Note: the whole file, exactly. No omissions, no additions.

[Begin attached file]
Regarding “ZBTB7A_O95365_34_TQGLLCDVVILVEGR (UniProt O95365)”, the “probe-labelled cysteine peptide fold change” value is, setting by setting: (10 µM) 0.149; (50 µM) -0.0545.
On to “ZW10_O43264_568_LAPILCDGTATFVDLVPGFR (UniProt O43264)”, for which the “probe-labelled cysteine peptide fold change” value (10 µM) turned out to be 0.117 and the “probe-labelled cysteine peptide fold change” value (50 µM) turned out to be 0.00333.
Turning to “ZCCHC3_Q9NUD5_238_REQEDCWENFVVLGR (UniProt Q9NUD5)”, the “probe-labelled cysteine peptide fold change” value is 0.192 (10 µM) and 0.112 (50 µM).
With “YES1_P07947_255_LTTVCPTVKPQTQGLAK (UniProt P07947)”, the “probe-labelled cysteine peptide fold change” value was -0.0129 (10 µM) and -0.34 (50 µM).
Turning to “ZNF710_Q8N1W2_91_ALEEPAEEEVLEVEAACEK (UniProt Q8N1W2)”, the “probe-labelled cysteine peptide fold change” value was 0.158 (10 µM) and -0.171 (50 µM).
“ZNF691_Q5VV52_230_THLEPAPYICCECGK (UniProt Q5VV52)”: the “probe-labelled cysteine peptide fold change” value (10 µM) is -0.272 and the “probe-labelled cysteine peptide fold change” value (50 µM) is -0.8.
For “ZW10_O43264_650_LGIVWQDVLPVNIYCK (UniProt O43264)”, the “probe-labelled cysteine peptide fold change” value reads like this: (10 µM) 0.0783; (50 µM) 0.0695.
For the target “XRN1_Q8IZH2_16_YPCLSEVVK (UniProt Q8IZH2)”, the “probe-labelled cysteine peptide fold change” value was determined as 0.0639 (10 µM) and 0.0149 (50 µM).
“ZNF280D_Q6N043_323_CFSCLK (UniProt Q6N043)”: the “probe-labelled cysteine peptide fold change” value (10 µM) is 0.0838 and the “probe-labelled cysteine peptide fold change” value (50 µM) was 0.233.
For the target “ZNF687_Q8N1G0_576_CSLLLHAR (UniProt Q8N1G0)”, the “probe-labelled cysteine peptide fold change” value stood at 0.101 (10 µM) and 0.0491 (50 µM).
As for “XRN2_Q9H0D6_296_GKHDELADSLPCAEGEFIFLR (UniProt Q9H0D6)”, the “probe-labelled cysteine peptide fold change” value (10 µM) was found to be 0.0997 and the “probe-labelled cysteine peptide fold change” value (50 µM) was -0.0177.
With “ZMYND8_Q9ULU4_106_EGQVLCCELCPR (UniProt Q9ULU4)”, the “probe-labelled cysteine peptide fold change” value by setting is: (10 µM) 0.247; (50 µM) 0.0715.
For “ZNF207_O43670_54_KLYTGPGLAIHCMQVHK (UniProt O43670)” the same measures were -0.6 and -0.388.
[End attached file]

Regarding “ZBTB7A_O95365_34_TQGLLCDVVILVEGR (UniProt O95365)”, the “probe-labelled cysteine peptide fold change” value is, setting by setting: (10 µM) 0.149; (50 µM) -0.0545.
On to “ZW10_O43264_568_LAPILCDGTATFVDLVPGFR (UniProt O43264)”, for which the “probe-labelled cysteine peptide fold change” value (10 µM) turned out to be 0.117 and the “probe-labelled cysteine peptide fold change” value (50 µM) turned out to be 0.00333.
Turning to “ZCCHC3_Q9NUD5_238_REQEDCWENFVVLGR (UniProt Q9NUD5)”, the “probe-labelled cysteine peptide fold change” value is 0.192 (10 µM) and 0.112 (50 µM).
With “YES1_P07947_255_LTTVCPTVKPQTQGLAK (UniProt P07947)”, the “probe-labelled cysteine peptide fold change” value was -0.0129 (10 µM) and -0.34 (50 µM).
Turning to “ZNF710_Q8N1W2_91_ALEEPAEEEVLEVEAACEK (UniProt Q8N1W2)”, the “probe-labelled cysteine peptide fold change” value was 0.158 (10 µM) and -0.171 (50 µM).
“ZNF691_Q5VV52_230_THLEPAPYICCECGK (UniProt Q5VV52)”: the “probe-labelled cysteine peptide fold change” value (10 µM) is -0.272 and the “probe-labelled cysteine peptide fold change” value (50 µM) is -0.8.
For “ZW10_O43264_650_LGIVWQDVLPVNIYCK (UniProt O43264)”, the “probe-labelled cysteine peptide fold change” value reads like this: (10 µM) 0.0783; (50 µM) 0.0695.
For the target “XRN1_Q8IZH2_16_YPCLSEVVK (UniProt Q8IZH2)”, the “probe-labelled cysteine peptide fold change” value was determined as 0.0639 (10 µM) and 0.0149 (50 µM).
“ZNF280D_Q6N043_323_CFSCLK (UniProt Q6N043)”: the “probe-labelled cysteine peptide fold change” value (10 µM) is 0.0838 and the “probe-labelled cysteine peptide fold change” value (50 µM) was 0.233.
For the target “ZNF687_Q8N1G0_576_CSLLLHAR (UniProt Q8N1G0)”, the “probe-labelled cysteine peptide fold change” value stood at 0.101 (10 µM) and 0.0491 (50 µM).
As for “XRN2_Q9H0D6_296_GKHDELADSLPCAEGEFIFLR (UniProt Q9H0D6)”, the “probe-labelled cysteine peptide fold change” value (10 µM) was found to be 0.0997 and the “probe-labelled cysteine peptide fold change” value (50 µM) was -0.0177.
With “ZMYND8_Q9ULU4_106_EGQVLCCELCPR (UniProt Q9ULU4)”, the “probe-labelled cysteine peptide fold change” value by setting is: (10 µM) 0.247; (50 µM) 0.0715.
For “ZNF207_O43670_54_KLYTGPGLAIHCMQVHK (UniProt O43670)” the same measures were -0.6 and -0.388.